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Monday, July 20, 2015

He's read the deal and it's awful!

President Hussein Obama has challenged his opponents to 'read the deal' before deciding. My old friend David Gerstman (we go back nearly 40 years) read the deal, and he thinks it's awful.
First off it’s worth noting that Energy Secretary and MIT nuclear physicist Ernest Moniz said back in April that to be effective the deal would have to include “anytime, anywhere,” inspections, so Obama’s explanation about why 24 days notice is now good enough fails to convince me.
I want Moniz to explain why he changed his position on this AND why 24 days is now acceptable. I would like Deputy National Security Adviser Ben Rhodes to explain why he walked back his comments on requiring “anytime, anywhere” inspections.
And I want a more convincing explanation than negotiator Wendy Sherman’s excuse that the term was just a “rhetorical flourish.” (If that was a rhetorical flourish, I’m curious how many other administration comments about the nuclear deal were rhetorical flourishes.)

But in that paragraph, Obama limits the grounds of questioning the deal to whether the language of the deal is insufficient to prevent Iran from achieving a nuclear breakout over the course of the deal.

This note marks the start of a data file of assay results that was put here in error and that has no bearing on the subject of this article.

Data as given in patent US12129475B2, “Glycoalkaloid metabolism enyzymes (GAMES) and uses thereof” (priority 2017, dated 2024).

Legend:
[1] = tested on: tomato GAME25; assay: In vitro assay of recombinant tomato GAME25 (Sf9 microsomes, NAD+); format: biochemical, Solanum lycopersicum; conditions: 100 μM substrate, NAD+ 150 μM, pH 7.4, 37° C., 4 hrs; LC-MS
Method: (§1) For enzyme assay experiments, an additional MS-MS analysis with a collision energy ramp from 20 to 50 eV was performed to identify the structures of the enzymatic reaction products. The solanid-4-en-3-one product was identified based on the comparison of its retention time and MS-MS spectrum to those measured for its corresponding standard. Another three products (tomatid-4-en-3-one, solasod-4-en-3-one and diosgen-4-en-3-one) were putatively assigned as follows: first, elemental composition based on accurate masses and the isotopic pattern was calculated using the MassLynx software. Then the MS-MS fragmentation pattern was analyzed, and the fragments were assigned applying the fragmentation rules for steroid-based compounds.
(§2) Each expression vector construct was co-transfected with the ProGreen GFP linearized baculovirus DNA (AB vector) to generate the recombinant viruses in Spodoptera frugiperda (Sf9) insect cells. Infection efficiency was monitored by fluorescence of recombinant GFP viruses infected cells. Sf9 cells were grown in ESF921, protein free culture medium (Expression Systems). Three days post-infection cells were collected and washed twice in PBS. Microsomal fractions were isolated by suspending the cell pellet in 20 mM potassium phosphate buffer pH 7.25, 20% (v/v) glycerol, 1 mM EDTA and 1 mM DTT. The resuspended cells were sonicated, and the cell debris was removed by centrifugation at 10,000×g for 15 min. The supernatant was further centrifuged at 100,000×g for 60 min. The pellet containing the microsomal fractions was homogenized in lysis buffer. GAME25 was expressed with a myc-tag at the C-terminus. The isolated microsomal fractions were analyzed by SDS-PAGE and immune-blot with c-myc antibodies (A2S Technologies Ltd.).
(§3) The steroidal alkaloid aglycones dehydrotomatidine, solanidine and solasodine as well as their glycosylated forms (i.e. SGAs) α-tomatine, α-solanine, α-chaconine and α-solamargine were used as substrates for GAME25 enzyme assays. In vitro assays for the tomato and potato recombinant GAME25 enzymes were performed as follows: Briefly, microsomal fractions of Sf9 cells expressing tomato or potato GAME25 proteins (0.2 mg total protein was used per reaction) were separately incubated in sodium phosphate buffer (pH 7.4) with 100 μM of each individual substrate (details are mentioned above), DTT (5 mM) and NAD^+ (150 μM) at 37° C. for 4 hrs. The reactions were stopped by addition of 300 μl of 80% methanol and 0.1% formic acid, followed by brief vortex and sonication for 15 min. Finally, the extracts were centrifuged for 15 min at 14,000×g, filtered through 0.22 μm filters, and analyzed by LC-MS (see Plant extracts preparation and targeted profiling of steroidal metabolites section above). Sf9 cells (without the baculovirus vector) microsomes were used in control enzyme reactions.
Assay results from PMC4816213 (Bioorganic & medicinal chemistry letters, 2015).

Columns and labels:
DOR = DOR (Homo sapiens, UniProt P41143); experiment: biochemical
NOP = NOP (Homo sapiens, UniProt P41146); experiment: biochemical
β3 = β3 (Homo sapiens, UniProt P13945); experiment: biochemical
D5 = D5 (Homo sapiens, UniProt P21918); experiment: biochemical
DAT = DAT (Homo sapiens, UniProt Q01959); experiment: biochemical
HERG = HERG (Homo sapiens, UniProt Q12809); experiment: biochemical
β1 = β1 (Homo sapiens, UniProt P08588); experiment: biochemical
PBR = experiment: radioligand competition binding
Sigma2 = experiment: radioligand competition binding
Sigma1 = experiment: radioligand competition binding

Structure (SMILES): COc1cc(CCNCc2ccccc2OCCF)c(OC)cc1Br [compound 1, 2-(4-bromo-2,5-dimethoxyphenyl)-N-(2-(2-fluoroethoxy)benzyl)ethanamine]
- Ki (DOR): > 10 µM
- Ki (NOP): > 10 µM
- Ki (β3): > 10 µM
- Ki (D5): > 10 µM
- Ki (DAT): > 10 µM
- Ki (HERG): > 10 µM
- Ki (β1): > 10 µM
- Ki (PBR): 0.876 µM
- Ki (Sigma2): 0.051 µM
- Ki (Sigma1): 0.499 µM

Here’s where I have problem. Even if the agreement was airtight, and I doubt that it is, there’s a matter of the administration’s behavior during the Joint Plan of Action, which was agreed to in November 2013. The problem is that the Obama administration has acted as “Iran’s attorney” covering for Iran’s violations of the previous agreement.
Item (18) quoted above means that all of the resolutions involving Iran’s failure to comply with the Nuclear Nonproliferation Treaty (NPT) will be erased. These resolutions were passed because Iran pursued an enrichment program outside of its NPT obligations and failed to account for all of its past nuclear research.
Iran has maintained its enrichment program, and will be allowed to continued it under the terms of the JCPOA. It still has not come clean about its past nuclear work, and for the sanctions relief to take hold, Iran apparently only has to commit to admitting its past nuclear work to the International Atomic Energy Agency (IAEA). The JCPOA, in effect, legalizes Iran’s years of violations and rewards them for limiting their level of violations in the future.
The best analogy I could think of would be a corporation having been found in violation of emission standards for years agreeing to a deal that would absolve them of all fines accumulated over the years, have the violations expunged from government records and allowing the corporation to continue polluting at 50% over the standards instead of 100%.

Read it all.

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